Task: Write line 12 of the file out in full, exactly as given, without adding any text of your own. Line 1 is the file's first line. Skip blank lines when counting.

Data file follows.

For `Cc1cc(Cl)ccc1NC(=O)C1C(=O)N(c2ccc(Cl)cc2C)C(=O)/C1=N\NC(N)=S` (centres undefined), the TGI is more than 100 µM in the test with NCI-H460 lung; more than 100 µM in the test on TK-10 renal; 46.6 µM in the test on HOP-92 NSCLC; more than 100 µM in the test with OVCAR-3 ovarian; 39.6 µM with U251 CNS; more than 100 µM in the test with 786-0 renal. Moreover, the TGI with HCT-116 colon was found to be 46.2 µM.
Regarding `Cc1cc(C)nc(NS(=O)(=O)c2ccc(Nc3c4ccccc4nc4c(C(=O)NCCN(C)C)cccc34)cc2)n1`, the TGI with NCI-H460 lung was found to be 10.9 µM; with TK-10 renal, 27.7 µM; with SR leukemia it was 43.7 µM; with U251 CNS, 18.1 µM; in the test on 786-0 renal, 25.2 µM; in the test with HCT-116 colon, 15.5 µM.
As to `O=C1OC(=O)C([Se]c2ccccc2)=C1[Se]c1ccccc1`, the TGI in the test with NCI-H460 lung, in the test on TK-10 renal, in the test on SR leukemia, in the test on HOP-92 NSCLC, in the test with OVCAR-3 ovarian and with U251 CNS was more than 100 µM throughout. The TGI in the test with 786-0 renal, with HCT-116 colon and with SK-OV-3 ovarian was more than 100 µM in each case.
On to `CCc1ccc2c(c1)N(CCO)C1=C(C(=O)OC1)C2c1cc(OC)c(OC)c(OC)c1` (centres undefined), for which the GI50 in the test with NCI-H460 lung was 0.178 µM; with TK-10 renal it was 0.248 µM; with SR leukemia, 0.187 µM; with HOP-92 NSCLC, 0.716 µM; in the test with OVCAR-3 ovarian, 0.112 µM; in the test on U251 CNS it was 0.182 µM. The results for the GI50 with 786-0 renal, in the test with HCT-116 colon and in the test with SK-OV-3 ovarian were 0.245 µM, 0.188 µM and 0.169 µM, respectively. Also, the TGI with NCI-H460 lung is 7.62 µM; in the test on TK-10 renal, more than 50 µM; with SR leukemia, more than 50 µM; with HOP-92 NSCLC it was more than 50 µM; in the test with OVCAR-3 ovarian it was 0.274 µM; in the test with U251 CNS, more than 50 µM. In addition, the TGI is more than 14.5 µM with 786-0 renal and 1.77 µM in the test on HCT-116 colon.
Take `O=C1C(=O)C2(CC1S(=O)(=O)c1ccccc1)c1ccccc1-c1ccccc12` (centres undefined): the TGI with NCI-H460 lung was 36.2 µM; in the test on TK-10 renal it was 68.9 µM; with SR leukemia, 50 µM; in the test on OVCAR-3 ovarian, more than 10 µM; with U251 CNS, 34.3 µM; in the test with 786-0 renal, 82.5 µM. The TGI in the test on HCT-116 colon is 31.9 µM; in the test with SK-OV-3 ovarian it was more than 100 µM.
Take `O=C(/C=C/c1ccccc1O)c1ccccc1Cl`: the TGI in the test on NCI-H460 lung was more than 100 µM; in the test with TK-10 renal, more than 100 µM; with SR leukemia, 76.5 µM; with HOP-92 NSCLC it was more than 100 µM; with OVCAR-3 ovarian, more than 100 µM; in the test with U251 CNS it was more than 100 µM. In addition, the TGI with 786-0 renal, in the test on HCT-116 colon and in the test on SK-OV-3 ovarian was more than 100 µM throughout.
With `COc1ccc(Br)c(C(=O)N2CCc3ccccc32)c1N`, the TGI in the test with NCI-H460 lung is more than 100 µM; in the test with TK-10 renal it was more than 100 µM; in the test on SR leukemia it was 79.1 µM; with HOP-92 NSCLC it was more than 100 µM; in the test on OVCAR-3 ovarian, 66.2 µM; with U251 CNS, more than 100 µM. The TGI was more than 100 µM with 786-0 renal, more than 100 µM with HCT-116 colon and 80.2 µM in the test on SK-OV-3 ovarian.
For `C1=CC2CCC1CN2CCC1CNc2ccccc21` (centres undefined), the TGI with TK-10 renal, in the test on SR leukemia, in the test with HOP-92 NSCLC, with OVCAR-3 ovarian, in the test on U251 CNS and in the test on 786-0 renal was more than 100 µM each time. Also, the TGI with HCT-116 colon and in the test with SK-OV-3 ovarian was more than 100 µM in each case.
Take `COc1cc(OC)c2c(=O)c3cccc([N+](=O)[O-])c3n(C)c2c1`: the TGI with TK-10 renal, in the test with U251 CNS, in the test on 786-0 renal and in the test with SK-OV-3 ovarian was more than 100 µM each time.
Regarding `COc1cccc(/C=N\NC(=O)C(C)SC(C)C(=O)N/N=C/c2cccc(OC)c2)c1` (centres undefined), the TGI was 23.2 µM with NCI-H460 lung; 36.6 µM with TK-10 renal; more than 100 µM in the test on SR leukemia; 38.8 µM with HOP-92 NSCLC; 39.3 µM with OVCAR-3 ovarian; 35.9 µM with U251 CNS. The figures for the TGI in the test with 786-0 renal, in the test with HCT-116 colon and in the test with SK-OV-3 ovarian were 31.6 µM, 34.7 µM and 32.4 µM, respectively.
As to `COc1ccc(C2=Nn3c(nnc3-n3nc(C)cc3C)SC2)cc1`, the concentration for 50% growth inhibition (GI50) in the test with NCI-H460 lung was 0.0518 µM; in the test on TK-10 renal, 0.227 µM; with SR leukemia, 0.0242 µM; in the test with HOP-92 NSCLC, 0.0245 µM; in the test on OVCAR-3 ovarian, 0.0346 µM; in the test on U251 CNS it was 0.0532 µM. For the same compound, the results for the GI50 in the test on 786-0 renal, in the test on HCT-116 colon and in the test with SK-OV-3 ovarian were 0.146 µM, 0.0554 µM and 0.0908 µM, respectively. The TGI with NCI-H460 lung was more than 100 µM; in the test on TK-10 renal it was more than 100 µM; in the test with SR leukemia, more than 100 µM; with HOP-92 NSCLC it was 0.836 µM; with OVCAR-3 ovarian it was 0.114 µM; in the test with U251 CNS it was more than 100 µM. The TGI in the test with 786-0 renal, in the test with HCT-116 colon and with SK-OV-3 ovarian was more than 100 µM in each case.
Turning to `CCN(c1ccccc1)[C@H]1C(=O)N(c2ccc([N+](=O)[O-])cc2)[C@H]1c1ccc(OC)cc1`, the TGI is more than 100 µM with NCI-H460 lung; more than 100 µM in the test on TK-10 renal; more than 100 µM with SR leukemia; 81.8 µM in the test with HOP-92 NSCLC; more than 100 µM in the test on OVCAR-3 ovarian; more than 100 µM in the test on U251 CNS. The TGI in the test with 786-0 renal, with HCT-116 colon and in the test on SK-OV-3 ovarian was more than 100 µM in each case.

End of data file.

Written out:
Turning to `CCN(c1ccccc1)[C@H]1C(=O)N(c2ccc([N+](=O)[O-])cc2)[C@H]1c1ccc(OC)cc1`, the TGI is more than 100 µM with NCI-H460 lung; more than 100 µM in the test on TK-10 renal; more than 100 µM with SR leukemia; 81.8 µM in the test with HOP-92 NSCLC; more than 100 µM in the test on OVCAR-3 ovarian; more than 100 µM in the test on U251 CNS. The TGI in the test with 786-0 renal, with HCT-116 colon and in the test on SK-OV-3 ovarian was more than 100 µM in each case.